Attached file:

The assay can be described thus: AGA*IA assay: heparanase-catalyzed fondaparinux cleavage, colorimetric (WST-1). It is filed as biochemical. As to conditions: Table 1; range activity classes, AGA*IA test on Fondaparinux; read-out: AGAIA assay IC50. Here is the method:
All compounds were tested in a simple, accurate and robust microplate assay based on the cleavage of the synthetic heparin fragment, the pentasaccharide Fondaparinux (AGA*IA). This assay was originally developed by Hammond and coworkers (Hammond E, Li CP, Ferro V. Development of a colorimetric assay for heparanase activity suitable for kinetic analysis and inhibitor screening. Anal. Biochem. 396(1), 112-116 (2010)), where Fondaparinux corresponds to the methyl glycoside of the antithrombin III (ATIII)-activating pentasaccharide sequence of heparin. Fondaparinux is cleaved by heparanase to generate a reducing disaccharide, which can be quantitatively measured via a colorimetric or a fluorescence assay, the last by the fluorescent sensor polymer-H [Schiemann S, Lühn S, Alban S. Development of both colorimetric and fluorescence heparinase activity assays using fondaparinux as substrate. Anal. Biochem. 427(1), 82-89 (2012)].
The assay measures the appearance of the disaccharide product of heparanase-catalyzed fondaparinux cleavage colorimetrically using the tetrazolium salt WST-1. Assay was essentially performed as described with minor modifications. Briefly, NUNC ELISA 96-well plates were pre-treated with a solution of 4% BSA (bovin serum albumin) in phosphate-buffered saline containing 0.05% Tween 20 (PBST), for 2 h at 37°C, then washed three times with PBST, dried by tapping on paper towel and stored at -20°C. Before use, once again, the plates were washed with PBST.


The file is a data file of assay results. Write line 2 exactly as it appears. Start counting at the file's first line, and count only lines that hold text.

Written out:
All compounds were tested in a simple, accurate and robust microplate assay based on the cleavage of the synthetic heparin fragment, the pentasaccharide Fondaparinux (AGA*IA). This assay was originally developed by Hammond and coworkers (Hammond E, Li CP, Ferro V. Development of a colorimetric assay for heparanase activity suitable for kinetic analysis and inhibitor screening. Anal. Biochem. 396(1), 112-116 (2010)), where Fondaparinux corresponds to the methyl glycoside of the antithrombin III (ATIII)-activating pentasaccharide sequence of heparin. Fondaparinux is cleaved by heparanase to generate a reducing disaccharide, which can be quantitatively measured via a colorimetric or a fluorescence assay, the last by the fluorescent sensor polymer-H [Schiemann S, Lühn S, Alban S. Development of both colorimetric and fluorescence heparinase activity assays using fondaparinux as substrate. Anal. Biochem. 427(1), 82-89 (2012)].